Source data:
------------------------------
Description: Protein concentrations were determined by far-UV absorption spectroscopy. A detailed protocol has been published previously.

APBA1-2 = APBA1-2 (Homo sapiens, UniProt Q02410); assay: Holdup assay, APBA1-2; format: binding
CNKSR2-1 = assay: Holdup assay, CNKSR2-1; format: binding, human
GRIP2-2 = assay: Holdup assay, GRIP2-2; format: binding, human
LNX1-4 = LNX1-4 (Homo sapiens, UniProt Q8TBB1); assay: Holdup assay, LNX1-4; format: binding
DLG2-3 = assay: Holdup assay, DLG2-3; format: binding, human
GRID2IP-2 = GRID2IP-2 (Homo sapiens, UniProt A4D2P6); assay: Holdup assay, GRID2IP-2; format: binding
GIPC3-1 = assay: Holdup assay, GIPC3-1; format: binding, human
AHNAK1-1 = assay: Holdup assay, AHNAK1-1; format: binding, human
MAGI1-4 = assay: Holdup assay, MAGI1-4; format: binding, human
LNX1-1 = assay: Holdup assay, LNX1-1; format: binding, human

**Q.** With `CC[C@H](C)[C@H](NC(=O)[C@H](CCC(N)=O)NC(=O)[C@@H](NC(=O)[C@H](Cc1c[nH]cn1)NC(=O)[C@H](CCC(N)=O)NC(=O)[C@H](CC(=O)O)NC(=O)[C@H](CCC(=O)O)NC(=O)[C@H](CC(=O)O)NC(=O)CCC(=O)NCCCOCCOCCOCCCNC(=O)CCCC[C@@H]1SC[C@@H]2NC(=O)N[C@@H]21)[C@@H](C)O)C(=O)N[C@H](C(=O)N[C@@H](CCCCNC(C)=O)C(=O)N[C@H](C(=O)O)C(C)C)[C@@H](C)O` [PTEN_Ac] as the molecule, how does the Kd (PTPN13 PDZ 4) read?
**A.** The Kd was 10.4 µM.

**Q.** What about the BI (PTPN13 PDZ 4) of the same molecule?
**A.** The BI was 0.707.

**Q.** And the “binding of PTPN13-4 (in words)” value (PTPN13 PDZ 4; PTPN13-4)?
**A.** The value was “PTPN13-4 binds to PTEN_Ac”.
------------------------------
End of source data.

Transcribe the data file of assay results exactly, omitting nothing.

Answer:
Description: Protein concentrations were determined by far-UV absorption spectroscopy. A detailed protocol has been published previously.

APBA1-2 = APBA1-2 (Homo sapiens, UniProt Q02410); assay: Holdup assay, APBA1-2; format: binding
CNKSR2-1 = assay: Holdup assay, CNKSR2-1; format: binding, human
GRIP2-2 = assay: Holdup assay, GRIP2-2; format: binding, human
LNX1-4 = LNX1-4 (Homo sapiens, UniProt Q8TBB1); assay: Holdup assay, LNX1-4; format: binding
DLG2-3 = assay: Holdup assay, DLG2-3; format: binding, human
GRID2IP-2 = GRID2IP-2 (Homo sapiens, UniProt A4D2P6); assay: Holdup assay, GRID2IP-2; format: binding
GIPC3-1 = assay: Holdup assay, GIPC3-1; format: binding, human
AHNAK1-1 = assay: Holdup assay, AHNAK1-1; format: binding, human
MAGI1-4 = assay: Holdup assay, MAGI1-4; format: binding, human
LNX1-1 = assay: Holdup assay, LNX1-1; format: binding, human

**Q.** With `CC[C@H](C)[C@H](NC(=O)[C@H](CCC(N)=O)NC(=O)[C@@H](NC(=O)[C@H](Cc1c[nH]cn1)NC(=O)[C@H](CCC(N)=O)NC(=O)[C@H](CC(=O)O)NC(=O)[C@H](CCC(=O)O)NC(=O)[C@H](CC(=O)O)NC(=O)CCC(=O)NCCCOCCOCCOCCCNC(=O)CCCC[C@@H]1SC[C@@H]2NC(=O)N[C@@H]21)[C@@H](C)O)C(=O)N[C@H](C(=O)N[C@@H](CCCCNC(C)=O)C(=O)N[C@H](C(=O)O)C(C)C)[C@@H](C)O` [PTEN_Ac] as the molecule, how does the Kd (PTPN13 PDZ 4) read?
**A.** The Kd was 10.4 µM.

**Q.** What about the BI (PTPN13 PDZ 4) of the same molecule?
**A.** The BI was 0.707.

**Q.** And the “binding of PTPN13-4 (in words)” value (PTPN13 PDZ 4; PTPN13-4)?
**A.** The value was “PTPN13-4 binds to PTEN_Ac”.